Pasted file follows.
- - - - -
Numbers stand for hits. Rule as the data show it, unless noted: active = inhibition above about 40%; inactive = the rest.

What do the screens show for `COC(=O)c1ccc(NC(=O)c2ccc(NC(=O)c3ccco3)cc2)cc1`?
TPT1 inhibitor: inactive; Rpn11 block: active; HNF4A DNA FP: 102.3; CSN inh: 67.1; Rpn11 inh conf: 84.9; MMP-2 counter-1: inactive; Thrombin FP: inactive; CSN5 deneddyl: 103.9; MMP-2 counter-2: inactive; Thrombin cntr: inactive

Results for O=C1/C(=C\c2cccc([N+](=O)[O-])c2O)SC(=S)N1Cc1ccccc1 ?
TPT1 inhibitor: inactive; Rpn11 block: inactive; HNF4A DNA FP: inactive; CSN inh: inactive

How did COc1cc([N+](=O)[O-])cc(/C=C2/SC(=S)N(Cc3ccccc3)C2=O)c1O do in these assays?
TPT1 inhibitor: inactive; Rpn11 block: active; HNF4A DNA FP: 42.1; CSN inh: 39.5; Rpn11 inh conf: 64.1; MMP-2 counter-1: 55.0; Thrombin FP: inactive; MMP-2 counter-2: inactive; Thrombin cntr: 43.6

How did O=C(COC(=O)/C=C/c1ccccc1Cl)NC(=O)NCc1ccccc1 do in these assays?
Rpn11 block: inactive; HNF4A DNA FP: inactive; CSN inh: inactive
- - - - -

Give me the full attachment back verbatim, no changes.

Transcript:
Numbers stand for hits. Rule as the data show it, unless noted: active = inhibition above about 40%; inactive = the rest.

What do the screens show for `COC(=O)c1ccc(NC(=O)c2ccc(NC(=O)c3ccco3)cc2)cc1`?
TPT1 inhibitor: inactive; Rpn11 block: active; HNF4A DNA FP: 102.3; CSN inh: 67.1; Rpn11 inh conf: 84.9; MMP-2 counter-1: inactive; Thrombin FP: inactive; CSN5 deneddyl: 103.9; MMP-2 counter-2: inactive; Thrombin cntr: inactive

Results for O=C1/C(=C\c2cccc([N+](=O)[O-])c2O)SC(=S)N1Cc1ccccc1 ?
TPT1 inhibitor: inactive; Rpn11 block: inactive; HNF4A DNA FP: inactive; CSN inh: inactive

How did COc1cc([N+](=O)[O-])cc(/C=C2/SC(=S)N(Cc3ccccc3)C2=O)c1O do in these assays?
TPT1 inhibitor: inactive; Rpn11 block: active; HNF4A DNA FP: 42.1; CSN inh: 39.5; Rpn11 inh conf: 64.1; MMP-2 counter-1: 55.0; Thrombin FP: inactive; MMP-2 counter-2: inactive; Thrombin cntr: 43.6

How did O=C(COC(=O)/C=C/c1ccccc1Cl)NC(=O)NCc1ccccc1 do in these assays?
Rpn11 block: inactive; HNF4A DNA FP: inactive; CSN inh: inactive